Upfronts 2011, Part 4 — CBS

by Colin McGuire. 0 Comments

We round up our upfronts coverage on this particular blog by taking a look at the No. 1 network on television, CBS. To recap for the three of you still reading, we (and by we, I mean I, the dude in the upper right corner) have already pondered the kind of effect former Showtime wizard Bob Greenblatt will have on NBC’s programming, the sad cancellation of Fox’s “America’s Most Wanted” and ABC’s insistence upon old dogs (see what I did there?) still being entertaining enough to put on television.

As for CBS, well, it’s hard to knock it. It has consistently held its top position for a little while now, and there is no disputing how popular a lot of its shows have become. Combine that with some guy named Charlie Sheen and everything that has happened over the course of the last few months, and what you have is a fall television season that is more highly anticipated than most in recent memory.

In addition to all of that, the network is looking to try something all the other networks would never dare think of (but we’ll get to that below); adding a show that is “the best testing pilot in CBS history;” and sadly returning to programs involving dead people, ghosts, angels, blah, blah, blah. Oh, yeah. And yet another J.J. Abrams concoction will be thrusted onto your television screen, too.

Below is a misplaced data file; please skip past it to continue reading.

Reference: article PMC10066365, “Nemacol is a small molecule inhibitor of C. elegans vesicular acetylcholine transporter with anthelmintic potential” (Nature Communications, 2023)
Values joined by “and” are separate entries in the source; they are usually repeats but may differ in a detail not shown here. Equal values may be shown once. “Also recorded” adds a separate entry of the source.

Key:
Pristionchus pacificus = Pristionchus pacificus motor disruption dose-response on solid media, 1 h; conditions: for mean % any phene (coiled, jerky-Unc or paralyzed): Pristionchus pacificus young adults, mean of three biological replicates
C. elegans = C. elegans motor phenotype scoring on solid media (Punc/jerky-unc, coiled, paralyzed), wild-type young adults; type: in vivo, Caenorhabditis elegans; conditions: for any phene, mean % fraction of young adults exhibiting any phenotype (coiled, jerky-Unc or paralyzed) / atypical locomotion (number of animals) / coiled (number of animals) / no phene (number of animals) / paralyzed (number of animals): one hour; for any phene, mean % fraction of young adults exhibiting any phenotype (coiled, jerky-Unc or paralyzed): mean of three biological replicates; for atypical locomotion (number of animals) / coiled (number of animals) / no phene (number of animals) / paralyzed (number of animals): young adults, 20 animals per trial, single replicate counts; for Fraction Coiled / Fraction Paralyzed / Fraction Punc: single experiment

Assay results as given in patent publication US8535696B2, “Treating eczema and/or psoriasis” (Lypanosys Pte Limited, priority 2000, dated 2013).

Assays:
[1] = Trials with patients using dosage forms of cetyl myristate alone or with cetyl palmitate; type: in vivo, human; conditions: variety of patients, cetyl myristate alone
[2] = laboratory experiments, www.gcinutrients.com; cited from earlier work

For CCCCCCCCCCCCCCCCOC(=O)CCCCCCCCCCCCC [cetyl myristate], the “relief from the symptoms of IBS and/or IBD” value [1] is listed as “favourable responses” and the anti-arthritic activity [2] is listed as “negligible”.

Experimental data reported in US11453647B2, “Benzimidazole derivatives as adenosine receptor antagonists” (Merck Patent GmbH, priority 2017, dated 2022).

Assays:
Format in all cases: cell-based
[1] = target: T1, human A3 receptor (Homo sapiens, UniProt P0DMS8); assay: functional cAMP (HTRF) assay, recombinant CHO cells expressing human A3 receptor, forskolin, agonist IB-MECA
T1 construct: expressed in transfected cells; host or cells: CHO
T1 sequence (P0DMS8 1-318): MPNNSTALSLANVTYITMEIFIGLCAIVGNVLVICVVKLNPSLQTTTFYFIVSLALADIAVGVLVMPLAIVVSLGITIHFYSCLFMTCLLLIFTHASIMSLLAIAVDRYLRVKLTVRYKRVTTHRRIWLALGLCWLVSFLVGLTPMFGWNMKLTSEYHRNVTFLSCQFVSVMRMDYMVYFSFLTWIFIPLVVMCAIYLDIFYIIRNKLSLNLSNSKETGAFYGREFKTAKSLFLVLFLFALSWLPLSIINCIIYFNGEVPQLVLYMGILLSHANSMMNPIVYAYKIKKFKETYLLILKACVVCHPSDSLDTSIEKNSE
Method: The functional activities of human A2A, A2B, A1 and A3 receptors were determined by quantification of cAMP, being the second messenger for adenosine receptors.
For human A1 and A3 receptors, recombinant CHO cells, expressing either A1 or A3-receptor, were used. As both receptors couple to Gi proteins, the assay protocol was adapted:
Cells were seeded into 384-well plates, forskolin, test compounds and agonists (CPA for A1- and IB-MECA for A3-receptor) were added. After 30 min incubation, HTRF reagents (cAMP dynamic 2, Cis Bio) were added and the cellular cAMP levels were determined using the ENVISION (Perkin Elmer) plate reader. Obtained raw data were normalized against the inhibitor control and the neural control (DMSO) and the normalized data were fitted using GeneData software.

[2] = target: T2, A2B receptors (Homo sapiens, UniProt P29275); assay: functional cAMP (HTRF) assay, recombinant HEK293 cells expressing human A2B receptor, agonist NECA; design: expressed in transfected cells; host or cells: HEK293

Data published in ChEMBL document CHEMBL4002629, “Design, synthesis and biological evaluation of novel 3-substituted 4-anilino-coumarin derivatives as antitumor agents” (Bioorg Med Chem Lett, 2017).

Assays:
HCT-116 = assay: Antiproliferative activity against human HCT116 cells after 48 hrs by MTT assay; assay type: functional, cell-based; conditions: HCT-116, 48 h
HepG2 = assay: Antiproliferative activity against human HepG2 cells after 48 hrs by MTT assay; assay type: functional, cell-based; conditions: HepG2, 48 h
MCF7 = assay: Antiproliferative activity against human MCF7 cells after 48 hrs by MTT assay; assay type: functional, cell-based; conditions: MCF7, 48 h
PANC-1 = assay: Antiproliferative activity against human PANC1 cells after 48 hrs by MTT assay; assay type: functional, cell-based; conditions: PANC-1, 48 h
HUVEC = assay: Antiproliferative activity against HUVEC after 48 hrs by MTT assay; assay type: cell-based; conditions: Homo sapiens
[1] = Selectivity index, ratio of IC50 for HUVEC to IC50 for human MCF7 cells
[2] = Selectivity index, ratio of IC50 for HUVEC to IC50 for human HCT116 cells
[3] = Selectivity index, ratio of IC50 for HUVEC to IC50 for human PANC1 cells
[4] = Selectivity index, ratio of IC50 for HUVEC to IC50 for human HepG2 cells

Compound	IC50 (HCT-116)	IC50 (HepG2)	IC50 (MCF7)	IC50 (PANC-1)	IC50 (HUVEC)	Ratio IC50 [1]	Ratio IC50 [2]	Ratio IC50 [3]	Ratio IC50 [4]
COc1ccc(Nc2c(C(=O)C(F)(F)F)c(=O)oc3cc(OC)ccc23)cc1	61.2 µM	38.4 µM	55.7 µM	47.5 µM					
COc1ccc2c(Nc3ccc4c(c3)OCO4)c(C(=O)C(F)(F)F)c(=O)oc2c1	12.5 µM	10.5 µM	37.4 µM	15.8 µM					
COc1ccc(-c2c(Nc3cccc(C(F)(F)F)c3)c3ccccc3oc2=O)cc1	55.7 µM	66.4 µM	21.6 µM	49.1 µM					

But alas, I digress. Below are the final three talking points of the 2011 upfronts season. And if the three of you don’t care about any of these things now, remember you can always bookmark this page and have a look when September rolls around to be a little bit ahead of the game when deciding what to look for on your television screens. Or, in my case, my MacBook Air screen. I sincerely hope you’ve enjoyed a peak into what lies ahead for all you television-watching, good-loving, blog readers, and if you are sick of hearing about all of it, no worries. The next time out, we will return to our usual programming filled with nonsensical ramblings about the normal issues watching television without a television can bring. As for now, though, enjoy a look at CBS’ fall schedule.


1. You’d be an idiot to not lead this off with the biggest story not only within the world of CBS, but the world of television and pop culture in general and that’s the ousting of Charlie Sheen and the welcoming of Ashton Kutcher to the network’s most-watched comedy, the hilariously not hilarious “Two And A Half Men.” Exactly 4,293,109,302 people are going to tune in the night this incarnation of the show kicks off. And that’s underestimating it. What’s really the trick here, you ask? For now, at least, it isn’t going to be how well Kutcher meshes with his costars, the weird-looking dude and the 32-year-old who plays a teenager. Instead, it’s going to be how long CBS can keep the secret of how Mr. Demi Moore is going to be introduced into the show. All told, it’s hard to think the appeal would still be there if the cat is let out of the bag sometime between now and when that incessant man song starts playing through your television set. Bold prediction (and remember where you heard it first, mind you): Sheen makes a mid-season appearance with Kutcher and the world’s collective head explodes. “I’ve got the best job in show business and I’m ecstatic about that,” Kutcher said during the meetings. My God, man. Have you seen that show?